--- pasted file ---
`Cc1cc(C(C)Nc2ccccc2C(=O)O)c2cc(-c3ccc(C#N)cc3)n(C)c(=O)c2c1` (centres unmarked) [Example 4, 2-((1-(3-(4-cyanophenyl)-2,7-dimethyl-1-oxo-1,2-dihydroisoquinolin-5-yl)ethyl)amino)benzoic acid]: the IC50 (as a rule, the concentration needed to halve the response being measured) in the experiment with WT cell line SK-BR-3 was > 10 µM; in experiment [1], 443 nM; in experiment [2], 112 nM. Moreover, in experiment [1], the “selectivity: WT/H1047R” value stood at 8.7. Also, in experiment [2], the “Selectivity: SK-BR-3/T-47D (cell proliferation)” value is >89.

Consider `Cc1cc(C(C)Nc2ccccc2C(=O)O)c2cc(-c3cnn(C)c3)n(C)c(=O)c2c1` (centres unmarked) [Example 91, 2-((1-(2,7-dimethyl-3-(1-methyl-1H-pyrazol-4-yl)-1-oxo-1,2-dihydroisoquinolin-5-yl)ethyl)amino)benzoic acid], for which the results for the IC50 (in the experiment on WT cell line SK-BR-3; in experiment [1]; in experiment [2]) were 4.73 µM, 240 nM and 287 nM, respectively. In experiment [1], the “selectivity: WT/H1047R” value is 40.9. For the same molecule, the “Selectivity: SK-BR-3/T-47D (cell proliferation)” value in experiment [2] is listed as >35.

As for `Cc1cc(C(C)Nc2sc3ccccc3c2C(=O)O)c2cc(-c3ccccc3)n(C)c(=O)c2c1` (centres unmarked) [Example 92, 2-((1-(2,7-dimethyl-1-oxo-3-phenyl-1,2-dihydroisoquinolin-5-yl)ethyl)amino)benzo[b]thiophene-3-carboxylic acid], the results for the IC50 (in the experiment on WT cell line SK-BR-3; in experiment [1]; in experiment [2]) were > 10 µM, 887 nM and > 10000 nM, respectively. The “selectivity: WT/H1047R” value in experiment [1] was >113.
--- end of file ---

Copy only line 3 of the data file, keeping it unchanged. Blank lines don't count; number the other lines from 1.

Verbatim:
As for `Cc1cc(C(C)Nc2sc3ccccc3c2C(=O)O)c2cc(-c3ccccc3)n(C)c(=O)c2c1` (centres unmarked) [Example 92, 2-((1-(2,7-dimethyl-1-oxo-3-phenyl-1,2-dihydroisoquinolin-5-yl)ethyl)amino)benzo[b]thiophene-3-carboxylic acid], the results for the IC50 (in the experiment on WT cell line SK-BR-3; in experiment [1]; in experiment [2]) were > 10 µM, 887 nM and > 10000 nM, respectively. The “selectivity: WT/H1047R” value in experiment [1] was >113.